Plea in SC challenges Uttarakhand and Uttar Pradesh’s ‘love jihad’ laws

The petitioners contended that the Parliament has no power to amend the fundamental rights, and if this ordinance is implemented, it will harm public at a large and will create a chaotic situation in the society

New Delhi: A plea has been moved in the Supreme Court challenging the Uttar Pradesh Prohibition of Unlawful Conversion Of Religion Ordinance, 2020 and the Uttarakhand Freedom Of Religion Act, 2018.

The plea moved by advocates Vishal Thakre and Abhay Singh Yadav and law researcher Pranvesh, states that the UP ordinance disturbs the basic structure of the Constitution. “The most important issue was whether the Parliament has the power to amend the fundamental rights enshrined under Part III of the Constitution,” said the plea.

The petitioners contended that the Parliament has no power to amend the fundamental rights, and if this ordinance is implemented, it will harm public at a large and will create a chaotic situation in the society.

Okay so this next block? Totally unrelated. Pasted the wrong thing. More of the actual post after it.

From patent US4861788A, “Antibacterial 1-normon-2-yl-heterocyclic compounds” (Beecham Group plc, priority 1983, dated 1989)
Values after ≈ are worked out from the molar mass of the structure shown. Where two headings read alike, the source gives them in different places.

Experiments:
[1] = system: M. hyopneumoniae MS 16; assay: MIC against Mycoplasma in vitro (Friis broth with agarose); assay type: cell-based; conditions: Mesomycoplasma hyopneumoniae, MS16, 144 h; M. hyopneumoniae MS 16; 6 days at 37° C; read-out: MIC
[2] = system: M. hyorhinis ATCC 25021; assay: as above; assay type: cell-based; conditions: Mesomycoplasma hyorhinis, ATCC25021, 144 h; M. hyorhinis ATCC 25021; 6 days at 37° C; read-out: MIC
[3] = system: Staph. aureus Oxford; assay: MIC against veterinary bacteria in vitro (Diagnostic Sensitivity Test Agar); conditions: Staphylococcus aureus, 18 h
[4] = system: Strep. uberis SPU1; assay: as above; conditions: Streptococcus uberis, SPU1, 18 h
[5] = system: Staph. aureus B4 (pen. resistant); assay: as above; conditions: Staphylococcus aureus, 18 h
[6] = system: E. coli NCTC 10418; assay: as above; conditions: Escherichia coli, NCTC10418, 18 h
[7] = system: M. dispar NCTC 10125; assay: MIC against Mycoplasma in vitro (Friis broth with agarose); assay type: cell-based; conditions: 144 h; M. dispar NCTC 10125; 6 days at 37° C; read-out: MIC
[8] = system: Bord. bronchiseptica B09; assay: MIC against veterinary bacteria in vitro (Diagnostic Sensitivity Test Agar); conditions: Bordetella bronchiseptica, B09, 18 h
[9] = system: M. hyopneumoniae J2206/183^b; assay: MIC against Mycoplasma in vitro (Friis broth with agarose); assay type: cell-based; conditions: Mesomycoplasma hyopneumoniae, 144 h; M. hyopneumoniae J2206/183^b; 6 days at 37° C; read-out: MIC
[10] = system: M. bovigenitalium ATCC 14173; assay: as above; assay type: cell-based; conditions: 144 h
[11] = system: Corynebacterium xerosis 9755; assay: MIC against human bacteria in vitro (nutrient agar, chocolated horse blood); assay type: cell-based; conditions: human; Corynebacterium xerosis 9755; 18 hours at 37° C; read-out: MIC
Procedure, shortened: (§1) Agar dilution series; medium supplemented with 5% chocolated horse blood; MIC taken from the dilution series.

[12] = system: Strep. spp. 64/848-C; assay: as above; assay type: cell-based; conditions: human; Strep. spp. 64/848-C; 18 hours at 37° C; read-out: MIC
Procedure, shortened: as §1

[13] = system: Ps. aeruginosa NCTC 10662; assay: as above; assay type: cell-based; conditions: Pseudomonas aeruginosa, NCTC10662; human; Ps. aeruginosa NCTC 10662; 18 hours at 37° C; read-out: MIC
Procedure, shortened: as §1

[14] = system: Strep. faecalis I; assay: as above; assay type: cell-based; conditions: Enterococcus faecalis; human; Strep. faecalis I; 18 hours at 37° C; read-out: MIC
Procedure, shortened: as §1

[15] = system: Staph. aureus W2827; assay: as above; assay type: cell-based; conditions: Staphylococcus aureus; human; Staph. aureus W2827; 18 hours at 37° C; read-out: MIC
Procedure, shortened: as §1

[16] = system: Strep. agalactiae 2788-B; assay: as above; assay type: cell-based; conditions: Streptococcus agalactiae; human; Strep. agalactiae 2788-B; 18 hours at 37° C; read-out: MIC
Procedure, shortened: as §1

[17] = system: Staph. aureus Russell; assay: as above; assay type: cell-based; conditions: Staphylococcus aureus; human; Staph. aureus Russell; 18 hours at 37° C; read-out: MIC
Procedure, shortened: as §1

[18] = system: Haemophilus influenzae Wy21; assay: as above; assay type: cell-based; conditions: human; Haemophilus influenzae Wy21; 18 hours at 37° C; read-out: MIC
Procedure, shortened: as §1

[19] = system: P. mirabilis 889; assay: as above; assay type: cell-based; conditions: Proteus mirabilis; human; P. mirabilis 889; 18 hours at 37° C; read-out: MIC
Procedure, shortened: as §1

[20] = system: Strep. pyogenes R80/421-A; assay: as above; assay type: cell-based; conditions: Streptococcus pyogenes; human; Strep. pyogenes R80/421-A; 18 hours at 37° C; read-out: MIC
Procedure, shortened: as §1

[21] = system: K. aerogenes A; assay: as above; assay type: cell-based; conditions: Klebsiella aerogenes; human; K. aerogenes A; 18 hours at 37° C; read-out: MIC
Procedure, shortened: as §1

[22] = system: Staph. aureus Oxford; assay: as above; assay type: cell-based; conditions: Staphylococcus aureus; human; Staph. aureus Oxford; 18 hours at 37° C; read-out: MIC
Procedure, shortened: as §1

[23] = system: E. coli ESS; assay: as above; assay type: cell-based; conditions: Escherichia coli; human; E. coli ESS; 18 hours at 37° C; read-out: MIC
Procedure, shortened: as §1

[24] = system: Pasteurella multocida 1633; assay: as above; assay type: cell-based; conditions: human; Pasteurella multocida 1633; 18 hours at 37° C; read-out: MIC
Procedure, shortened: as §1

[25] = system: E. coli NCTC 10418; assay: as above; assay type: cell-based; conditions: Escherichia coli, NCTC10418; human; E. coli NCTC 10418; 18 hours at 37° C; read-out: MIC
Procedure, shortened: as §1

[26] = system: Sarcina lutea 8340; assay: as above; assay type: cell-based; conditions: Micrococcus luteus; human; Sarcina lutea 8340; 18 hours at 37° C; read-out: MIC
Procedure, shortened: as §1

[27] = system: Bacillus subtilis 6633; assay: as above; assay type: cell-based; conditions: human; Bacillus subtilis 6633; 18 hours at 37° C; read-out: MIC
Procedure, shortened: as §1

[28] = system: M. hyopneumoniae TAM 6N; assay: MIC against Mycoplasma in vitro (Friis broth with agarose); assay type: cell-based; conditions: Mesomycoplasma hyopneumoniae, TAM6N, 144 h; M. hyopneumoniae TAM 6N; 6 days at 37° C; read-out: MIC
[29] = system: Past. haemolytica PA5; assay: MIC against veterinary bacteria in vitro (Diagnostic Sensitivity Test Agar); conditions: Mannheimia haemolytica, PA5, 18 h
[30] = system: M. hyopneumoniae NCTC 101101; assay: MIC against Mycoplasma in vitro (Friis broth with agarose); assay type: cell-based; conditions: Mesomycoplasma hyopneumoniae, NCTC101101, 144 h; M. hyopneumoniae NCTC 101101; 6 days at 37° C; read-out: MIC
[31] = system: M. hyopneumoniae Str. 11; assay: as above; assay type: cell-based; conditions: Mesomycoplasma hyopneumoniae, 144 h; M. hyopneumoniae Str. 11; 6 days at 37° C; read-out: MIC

“It is also pertinent to mention herein that the ordinance is passed by the state government/s of Uttar Pradesh and Uttarakhand is against the provisions of Special Marriage Act, 1954 and it will create fear in the society who is/ are not part of Love Jihad… they can be falsely implicated in the ordinance,” the plea said.

Citing the landmark Kesavananda Bharti case, the plea said “the court held that the Parliament can amend the Constitution but the Parliament cannot change the basic structure of the Constitution”.

The petitioners contended they are aggrieved by the ordinances passed by the state governments and prayed before the top court that the law passed by Uttar Pradesh and Uttarakhand should be declared ultra vires and null and void, as they “disturb the basic structure of the Constitution and also are against the public policy and society at large”.

“This ordinance can become a potent tool in the hands of bad elements of the society to use this ordinance to falsely implicate anyone,” it argued, adding that there are probabilities of “falsely implicating persons who are not involved in any such acts and it will be a grave injustice if this ordinance is passed”.

–IANS

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